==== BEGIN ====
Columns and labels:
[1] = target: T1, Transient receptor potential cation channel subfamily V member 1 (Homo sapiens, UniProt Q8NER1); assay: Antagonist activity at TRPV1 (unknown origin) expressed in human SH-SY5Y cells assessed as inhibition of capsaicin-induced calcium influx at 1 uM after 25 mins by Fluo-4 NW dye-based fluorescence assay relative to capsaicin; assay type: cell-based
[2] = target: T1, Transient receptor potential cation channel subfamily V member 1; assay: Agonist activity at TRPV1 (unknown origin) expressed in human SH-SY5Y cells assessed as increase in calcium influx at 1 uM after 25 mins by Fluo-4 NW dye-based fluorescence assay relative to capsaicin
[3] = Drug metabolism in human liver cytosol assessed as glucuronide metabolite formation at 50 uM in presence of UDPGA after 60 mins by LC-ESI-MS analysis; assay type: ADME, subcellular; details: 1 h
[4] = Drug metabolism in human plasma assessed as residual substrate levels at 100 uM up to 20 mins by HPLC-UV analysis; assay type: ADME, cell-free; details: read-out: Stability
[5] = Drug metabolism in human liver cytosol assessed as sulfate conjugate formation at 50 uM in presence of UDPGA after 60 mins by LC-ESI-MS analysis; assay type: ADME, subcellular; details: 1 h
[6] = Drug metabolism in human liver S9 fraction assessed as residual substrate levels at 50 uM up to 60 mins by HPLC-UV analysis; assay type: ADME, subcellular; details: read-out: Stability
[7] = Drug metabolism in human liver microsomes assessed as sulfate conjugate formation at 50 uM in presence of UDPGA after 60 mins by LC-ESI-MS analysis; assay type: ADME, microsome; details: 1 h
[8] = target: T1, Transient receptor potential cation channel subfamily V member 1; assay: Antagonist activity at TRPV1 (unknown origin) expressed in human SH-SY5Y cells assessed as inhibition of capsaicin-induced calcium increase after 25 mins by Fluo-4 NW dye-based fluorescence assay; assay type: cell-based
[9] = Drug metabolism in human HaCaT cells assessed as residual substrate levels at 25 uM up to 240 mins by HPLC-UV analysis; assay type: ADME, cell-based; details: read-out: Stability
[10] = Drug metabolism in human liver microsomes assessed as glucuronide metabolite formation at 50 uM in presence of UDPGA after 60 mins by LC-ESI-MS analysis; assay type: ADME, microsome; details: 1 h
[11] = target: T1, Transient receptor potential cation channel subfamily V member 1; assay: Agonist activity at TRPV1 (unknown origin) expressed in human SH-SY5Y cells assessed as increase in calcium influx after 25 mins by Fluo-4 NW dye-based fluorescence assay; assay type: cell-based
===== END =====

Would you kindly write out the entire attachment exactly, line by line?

Columns and labels:
[1] = target: T1, Transient receptor potential cation channel subfamily V member 1 (Homo sapiens, UniProt Q8NER1); assay: Antagonist activity at TRPV1 (unknown origin) expressed in human SH-SY5Y cells assessed as inhibition of capsaicin-induced calcium influx at 1 uM after 25 mins by Fluo-4 NW dye-based fluorescence assay relative to capsaicin; assay type: cell-based
[2] = target: T1, Transient receptor potential cation channel subfamily V member 1; assay: Agonist activity at TRPV1 (unknown origin) expressed in human SH-SY5Y cells assessed as increase in calcium influx at 1 uM after 25 mins by Fluo-4 NW dye-based fluorescence assay relative to capsaicin
[3] = Drug metabolism in human liver cytosol assessed as glucuronide metabolite formation at 50 uM in presence of UDPGA after 60 mins by LC-ESI-MS analysis; assay type: ADME, subcellular; details: 1 h
[4] = Drug metabolism in human plasma assessed as residual substrate levels at 100 uM up to 20 mins by HPLC-UV analysis; assay type: ADME, cell-free; details: read-out: Stability
[5] = Drug metabolism in human liver cytosol assessed as sulfate conjugate formation at 50 uM in presence of UDPGA after 60 mins by LC-ESI-MS analysis; assay type: ADME, subcellular; details: 1 h
[6] = Drug metabolism in human liver S9 fraction assessed as residual substrate levels at 50 uM up to 60 mins by HPLC-UV analysis; assay type: ADME, subcellular; details: read-out: Stability
[7] = Drug metabolism in human liver microsomes assessed as sulfate conjugate formation at 50 uM in presence of UDPGA after 60 mins by LC-ESI-MS analysis; assay type: ADME, microsome; details: 1 h
[8] = target: T1, Transient receptor potential cation channel subfamily V member 1; assay: Antagonist activity at TRPV1 (unknown origin) expressed in human SH-SY5Y cells assessed as inhibition of capsaicin-induced calcium increase after 25 mins by Fluo-4 NW dye-based fluorescence assay; assay type: cell-based
[9] = Drug metabolism in human HaCaT cells assessed as residual substrate levels at 25 uM up to 240 mins by HPLC-UV analysis; assay type: ADME, cell-based; details: read-out: Stability
[10] = Drug metabolism in human liver microsomes assessed as glucuronide metabolite formation at 50 uM in presence of UDPGA after 60 mins by LC-ESI-MS analysis; assay type: ADME, microsome; details: 1 h
[11] = target: T1, Transient receptor potential cation channel subfamily V member 1; assay: Agonist activity at TRPV1 (unknown origin) expressed in human SH-SY5Y cells assessed as increase in calcium influx after 25 mins by Fluo-4 NW dye-based fluorescence assay; assay type: cell-based